Climate Change

Alexandra Ghitescu
Jun 16, 2019 · 4 min read

Written by Andrei Ramba

It has been well known for centuries that our earth is in danger and we have done much about it. Climate change is a much discussed topic, which brings us concern and melancholy. We live in 2019 and we still haven’t figured out how to stop our earth from dying. In this article I am going to present the most important issues regarding climate change.

Evidences — Why shall we believe that our earth is in danger?

The Earth’s climate has changed throughout history. Just in the last 650,000 years there have been seven cycles of glacial advance and retreat, with the abrupt end of the last Ice Age about 7,000 years ago marking the beginning of the modern climate era — and of human civilization. Most of these climate changes are attributed to very small variations in Earth’s orbit that change the amount of solar energy our planet receives. The evidence for rapid climate change is compelling: Global Temperature Rise, Warming Oceans, Shrinking Ice Sheets, Glacial Retreat, Decreased Snow Cover, Sea Level Rise, Declining Arctic Sea Ice, Ocean Acidification and Extreme Events are just some of the most known issues addressed to Earth nowadays … and the list could go on forever. “Scientific evidence for warming of the climate system is unequivocal.”

The Causes of Climate Change

Scientists attribute the global warming trend observed since the mid-20th century to the human expansion of the “greenhouse effect”1 — warmth that results when the atmosphere traps heat radiating from Earth towards space.

Certain gases in the atmosphere block heat from escaping. Long-lived gases that remain semi-permanently in the atmosphere and do not respond physically or chemically to changes in temperature are described as “forcing” climate change. Gases, such as water vapor, which respond physically or chemically to changes in temperature are seen as “feedbacks.” Gases that contribute to the greenhouse effect include water vapor, carbon dioxide, methane, nitrous oxide and chlorofluorocarbons.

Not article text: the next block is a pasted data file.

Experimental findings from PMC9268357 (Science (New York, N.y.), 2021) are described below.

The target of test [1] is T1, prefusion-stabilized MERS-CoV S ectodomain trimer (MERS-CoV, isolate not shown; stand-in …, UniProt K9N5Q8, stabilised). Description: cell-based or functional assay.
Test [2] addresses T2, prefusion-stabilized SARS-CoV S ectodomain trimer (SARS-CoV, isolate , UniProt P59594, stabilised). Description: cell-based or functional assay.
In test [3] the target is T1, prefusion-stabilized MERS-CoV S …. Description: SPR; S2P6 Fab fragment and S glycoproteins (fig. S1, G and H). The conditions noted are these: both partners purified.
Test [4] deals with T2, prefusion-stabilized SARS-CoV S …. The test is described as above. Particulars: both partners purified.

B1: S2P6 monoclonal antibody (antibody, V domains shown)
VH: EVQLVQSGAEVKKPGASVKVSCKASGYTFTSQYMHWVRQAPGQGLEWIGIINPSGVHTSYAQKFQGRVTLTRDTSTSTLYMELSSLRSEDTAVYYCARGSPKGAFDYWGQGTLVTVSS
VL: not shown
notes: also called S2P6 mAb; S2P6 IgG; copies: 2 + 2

On Earth, human activities change the natural greenhouse. Over the last century the burning of fossil fuels like coal and oil has increased the concentration of atmospheric carbon dioxide (CO2). This happens because the coal or oil burning process combines carbon with oxygen in the air to make CO2. To a lesser extent, the clearing of land for agriculture, industry, and other humanactivities has increased concentrations of greenhouse gases.

The Effects of Climate Change

Global climate change has already had observable effects on the environment. Glaciers have shrunk, ice on rivers and lakes is breaking up earlier, plant and animal ranges have shifted and trees are flowering sooner.

Effects that scientists predicted in the past are now occurring: loss of sea ice, accelerated sea level rise and longer, more intense heat waves.

“Taken as a whole,” the IPCC (Intergovernmental Panel on Climate Change) states, “the range of published evidence indicates that the net damage costs of climate change are likely to be significant and to increase over time.

Scientists have high confidence that global temperatures will continue to rise for decades to come, largely due to greenhouse gases produced by human activities. The extent of climate change effects on individual regions will vary over time and with the ability of different societal and environmental systems to mitigate or adapt to change.

Scientific Consensus: Earth’s Climate is Warming

Multiple studies published in peer-reviewed scientific journals show that 97% or more of actively publishing climate scientists agree: climate-warming trends over the past century are extremely likely due to human activities. In addition, most of the leading scientific organizations worldwide have issued public statements endorsing this position.

“Climate change is real. There will always be uncertainty in understanding a system as complex as the world’s climate. However, there is now strong evidence that significant global warming is occurring. The evidence comes from direct measurements of rising surface air temperatures and subsurface ocean temperatures and from phenomena such as increases in average global sea levels, retreating glaciers, and changes to many physical and biological systems. It is likely that most of the warming in recent decades can be attributed to human activities (IPCC 2001).


  • Nasa official page of Climate Change


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